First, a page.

Rescue Agency: The Kidnapper of happiness

Rescue Agency: The Kidnapper of happiness

Rescue Agency: The Kidnapper of happiness is likely one of the more complex and lengthy time management games on Steam. Built in the vein of the 12 Labours of Hercules series (published by a different studio), it borrows the staple mechanics of the genre but manages to stand out through a few new features that are not commonly present among similar games.

In Rescue Agency: The Kidnapper of happiness you take the role of Iris, a good witch who tries to protect the magical world of Abonda from the mischief caused by the powerful wizard known as the “Kidnapper of Happiness”. The gameplay takes the form of completing several sequential missions in which Iris, together with her ginger companion cat Morty and an army of helper cats, will try to restore the balance of their world by purging out the evil entities that invaded their land, finding lost artifacts and fixing what is broken. There are in total 25 main missions and an additional five bonus ones that are unlocked after the main game is completed. Each of them will have you collect resources, build or repair production buildings, send various allied heroes to perform certain tasks and remove the obstacles that block their advance.

Each mission has a specific set of objectives, of which some are mandatory while others are optional. Some of these objectives are timed, but not completing them before their deadline will generate only a mild decrease in the overall score for that mission. What I find particularly nice about the game is that the main objectives together with their current progress are tracked in a hotbar at the bottom of the screen. These are updated as you complete them, with new ones replacing the finished ones or being added as soon as they are triggered by your actions. Overall they’re meant to be used as a rough guide of what the optimal order of your moves should be. Since these games usually tend to have several branches on one map (you can go in multiple directions), it’s always useful to know which of the sides should be prioritized, and the order in which the objectives are listed at the bottom of the screen mostly gives you a good idea about that. Additionally, there’s an in-depth guide for each level accessible from the settings menu. It contains a numbered list of steps (including what to build and when to build / pick up a certain item) correlated with their locations on the map, describing the optimal order for completing all the objectives.

In comparison to other similar games, the building mechanic in Rescue Agency: The Kidnapper of happiness is heavily used and the gameplay relies strongly on it. In terms of level design, the missions start with a set of buildings that you need to repair, but clearing out a small area of resources will also allow you to build one of the many possible buildings in that spot. You will need not only production facilities (sawmill for wood, bistro for food, etc.), but also houses for your specialized heroes, mandatory for completing the mission’s objectives: a pyrotechnician that can pick up dangerous objects, a doctor that can cure illnesses, etc. With levels considerably larger than usual (each taking 20-30 mins to complete), you will spend a lot of time building all these or even destroying them in order to build something else in their place, depending on what kind of resources you need the most. The production buildings can be upgraded once for some extra income, but regardless of their level, they will use only one of your cat helpers each. A cat house will allow you to buy additional helpers, and you will also be able to move your base to a different spot, to shorten your helper’s path from the location of the resources to the base storage. In all this, there’s obviously some planning component, and your strategy will have to be adjusted on the fly depending on the mission’s objectives and your needs.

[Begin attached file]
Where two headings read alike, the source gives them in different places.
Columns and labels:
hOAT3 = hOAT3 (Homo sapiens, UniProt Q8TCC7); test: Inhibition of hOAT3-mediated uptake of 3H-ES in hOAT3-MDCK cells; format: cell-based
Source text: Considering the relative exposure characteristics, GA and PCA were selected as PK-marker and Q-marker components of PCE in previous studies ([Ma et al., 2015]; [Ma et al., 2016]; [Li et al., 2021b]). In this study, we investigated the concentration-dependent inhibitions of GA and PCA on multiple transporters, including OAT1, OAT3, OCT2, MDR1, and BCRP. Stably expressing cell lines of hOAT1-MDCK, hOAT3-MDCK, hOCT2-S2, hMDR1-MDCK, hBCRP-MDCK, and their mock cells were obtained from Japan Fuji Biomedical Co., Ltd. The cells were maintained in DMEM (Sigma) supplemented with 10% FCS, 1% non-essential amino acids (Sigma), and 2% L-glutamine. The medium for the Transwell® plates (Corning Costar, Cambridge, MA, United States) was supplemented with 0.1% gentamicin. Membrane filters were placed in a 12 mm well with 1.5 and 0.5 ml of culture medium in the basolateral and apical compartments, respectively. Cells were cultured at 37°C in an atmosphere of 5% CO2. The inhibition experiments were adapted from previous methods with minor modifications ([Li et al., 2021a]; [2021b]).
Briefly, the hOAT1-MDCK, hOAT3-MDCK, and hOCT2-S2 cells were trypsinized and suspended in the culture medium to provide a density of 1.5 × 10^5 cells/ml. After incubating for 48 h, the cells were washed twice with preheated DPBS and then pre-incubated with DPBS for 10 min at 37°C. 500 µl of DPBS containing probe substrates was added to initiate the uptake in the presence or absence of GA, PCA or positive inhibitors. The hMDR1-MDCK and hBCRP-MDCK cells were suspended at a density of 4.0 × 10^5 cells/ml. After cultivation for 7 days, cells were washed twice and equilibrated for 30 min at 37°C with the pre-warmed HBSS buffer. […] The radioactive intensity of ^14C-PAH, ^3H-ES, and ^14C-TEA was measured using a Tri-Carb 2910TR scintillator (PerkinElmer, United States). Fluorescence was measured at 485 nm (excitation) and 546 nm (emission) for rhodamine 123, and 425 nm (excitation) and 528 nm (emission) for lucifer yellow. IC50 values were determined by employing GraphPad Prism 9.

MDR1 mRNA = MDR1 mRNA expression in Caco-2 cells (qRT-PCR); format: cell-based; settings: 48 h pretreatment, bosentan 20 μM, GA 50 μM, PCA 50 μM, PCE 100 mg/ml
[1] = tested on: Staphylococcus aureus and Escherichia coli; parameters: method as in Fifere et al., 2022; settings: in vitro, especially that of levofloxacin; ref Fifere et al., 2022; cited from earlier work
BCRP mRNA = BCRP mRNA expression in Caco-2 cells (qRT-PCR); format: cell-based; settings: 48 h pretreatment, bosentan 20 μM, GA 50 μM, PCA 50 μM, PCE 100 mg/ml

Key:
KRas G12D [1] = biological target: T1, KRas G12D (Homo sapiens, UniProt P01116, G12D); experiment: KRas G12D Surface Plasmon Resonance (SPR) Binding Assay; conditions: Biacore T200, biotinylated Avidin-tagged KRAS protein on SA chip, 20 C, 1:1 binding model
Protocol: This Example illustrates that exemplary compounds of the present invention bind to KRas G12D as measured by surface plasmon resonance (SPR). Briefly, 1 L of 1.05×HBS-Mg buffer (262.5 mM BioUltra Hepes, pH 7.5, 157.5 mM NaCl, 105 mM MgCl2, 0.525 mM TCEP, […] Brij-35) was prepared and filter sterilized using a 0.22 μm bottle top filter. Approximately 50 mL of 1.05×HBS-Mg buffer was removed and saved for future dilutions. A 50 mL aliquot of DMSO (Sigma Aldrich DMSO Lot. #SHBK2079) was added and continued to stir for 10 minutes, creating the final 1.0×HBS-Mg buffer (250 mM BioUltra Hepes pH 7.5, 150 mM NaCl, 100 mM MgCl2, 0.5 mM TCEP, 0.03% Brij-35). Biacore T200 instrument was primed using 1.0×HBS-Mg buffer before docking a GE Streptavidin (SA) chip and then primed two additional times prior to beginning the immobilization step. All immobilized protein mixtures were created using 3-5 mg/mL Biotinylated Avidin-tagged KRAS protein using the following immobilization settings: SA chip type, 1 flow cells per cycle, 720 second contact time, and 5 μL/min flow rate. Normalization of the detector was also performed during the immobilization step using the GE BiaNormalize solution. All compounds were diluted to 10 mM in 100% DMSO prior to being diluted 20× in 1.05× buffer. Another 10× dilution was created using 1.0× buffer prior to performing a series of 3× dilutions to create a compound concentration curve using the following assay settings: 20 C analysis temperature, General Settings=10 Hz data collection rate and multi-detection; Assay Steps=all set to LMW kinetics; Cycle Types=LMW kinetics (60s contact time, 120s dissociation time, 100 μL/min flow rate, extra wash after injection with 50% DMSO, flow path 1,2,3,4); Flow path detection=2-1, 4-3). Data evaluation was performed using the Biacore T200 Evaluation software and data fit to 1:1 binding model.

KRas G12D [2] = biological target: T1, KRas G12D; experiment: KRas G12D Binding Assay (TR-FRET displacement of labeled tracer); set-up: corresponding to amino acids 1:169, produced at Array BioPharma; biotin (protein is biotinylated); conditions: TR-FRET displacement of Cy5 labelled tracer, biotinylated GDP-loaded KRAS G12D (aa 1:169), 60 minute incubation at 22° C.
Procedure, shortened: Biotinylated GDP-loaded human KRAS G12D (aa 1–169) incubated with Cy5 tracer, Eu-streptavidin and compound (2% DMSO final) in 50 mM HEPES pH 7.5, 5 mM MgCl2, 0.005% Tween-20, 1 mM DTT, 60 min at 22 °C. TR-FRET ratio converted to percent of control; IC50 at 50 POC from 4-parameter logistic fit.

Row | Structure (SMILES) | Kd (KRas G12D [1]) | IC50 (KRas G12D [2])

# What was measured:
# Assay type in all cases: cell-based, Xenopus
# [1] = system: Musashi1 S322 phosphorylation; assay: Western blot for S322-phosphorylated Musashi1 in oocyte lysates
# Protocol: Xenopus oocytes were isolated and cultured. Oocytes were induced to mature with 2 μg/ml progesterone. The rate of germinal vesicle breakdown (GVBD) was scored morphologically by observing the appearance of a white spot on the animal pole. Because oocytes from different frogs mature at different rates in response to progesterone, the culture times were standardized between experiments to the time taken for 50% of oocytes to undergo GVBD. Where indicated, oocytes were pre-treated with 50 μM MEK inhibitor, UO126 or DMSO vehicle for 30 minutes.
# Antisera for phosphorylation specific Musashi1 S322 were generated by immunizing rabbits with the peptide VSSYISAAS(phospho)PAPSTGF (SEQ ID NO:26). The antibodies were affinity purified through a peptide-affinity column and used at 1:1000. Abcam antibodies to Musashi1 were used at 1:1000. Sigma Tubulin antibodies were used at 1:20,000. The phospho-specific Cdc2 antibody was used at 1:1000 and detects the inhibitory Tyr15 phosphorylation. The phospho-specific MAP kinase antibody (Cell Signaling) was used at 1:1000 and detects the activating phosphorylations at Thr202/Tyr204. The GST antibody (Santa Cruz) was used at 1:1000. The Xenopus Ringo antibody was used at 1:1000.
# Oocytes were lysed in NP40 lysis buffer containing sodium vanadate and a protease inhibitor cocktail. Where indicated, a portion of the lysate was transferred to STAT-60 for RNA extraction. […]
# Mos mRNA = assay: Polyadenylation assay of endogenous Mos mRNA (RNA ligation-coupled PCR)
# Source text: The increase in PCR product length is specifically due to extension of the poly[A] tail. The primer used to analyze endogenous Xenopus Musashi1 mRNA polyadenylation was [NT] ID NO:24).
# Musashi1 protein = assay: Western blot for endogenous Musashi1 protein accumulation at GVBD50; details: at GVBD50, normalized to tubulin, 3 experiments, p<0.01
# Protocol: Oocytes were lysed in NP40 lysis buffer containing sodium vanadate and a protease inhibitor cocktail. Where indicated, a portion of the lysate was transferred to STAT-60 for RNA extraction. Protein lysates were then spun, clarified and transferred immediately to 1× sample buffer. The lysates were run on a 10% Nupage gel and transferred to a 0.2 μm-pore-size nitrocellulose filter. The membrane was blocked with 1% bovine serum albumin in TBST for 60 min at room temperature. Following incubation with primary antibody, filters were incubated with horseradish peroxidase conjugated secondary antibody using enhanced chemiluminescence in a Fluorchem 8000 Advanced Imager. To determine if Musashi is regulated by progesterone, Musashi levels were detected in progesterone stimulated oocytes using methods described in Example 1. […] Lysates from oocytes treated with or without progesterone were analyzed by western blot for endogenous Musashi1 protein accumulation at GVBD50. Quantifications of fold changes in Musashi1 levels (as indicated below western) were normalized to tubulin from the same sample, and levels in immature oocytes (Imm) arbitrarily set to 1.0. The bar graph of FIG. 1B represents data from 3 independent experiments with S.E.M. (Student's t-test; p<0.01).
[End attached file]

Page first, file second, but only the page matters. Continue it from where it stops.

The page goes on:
Aside from the main missions, a meta-level exists in the form of a huge map (unlocked bit by bit as you progress through the main game), containing all the types of resources, buildings and all the other game elements. This will be the place where Iris and her helpers will chill between missions to prepare boosters for the upcoming levels. It has the exact same mechanics of a mission, including a list of objectives, hidden collectibles and a production chain that transforms raw resources into booster ingredients, but it’s much more complex than any of the game’s main levels due to its increased size. Keeping track of what exactly you need to produce a certain booster might be overwhelming at first considering that they necessitate quite a bunch of ingredients, each obtained through a multi-step production chain, but the fact that the game highlights all the stations needed whenever you click a building certainly makes this whole process much easier.

It takes around 20 hours to go through all missions (including the bonus ones) and the game can be played on three difficulty modes (no timers, easy, and normal). The game’s achievements unlock naturally as you progress, and as long as you complete all the available objectives you should not need to repeat any missions to obtain 100% completion. Some levels have collectibles, but they are not missable: whenever they are present, there is also an objective / task to collect them (with the exception of the flamingos, of which only some are clickable). I did not encounter any bugs in my playthrough, however, the English translation could use some improvements. The story is fully understandable, but there are still a lot of typos / grammar errors that need to be fixed. This is the only negative aspect I found in the game. Otherwise, my playtime was very enjoyable and casual, as I would have expected from such a colorful game.

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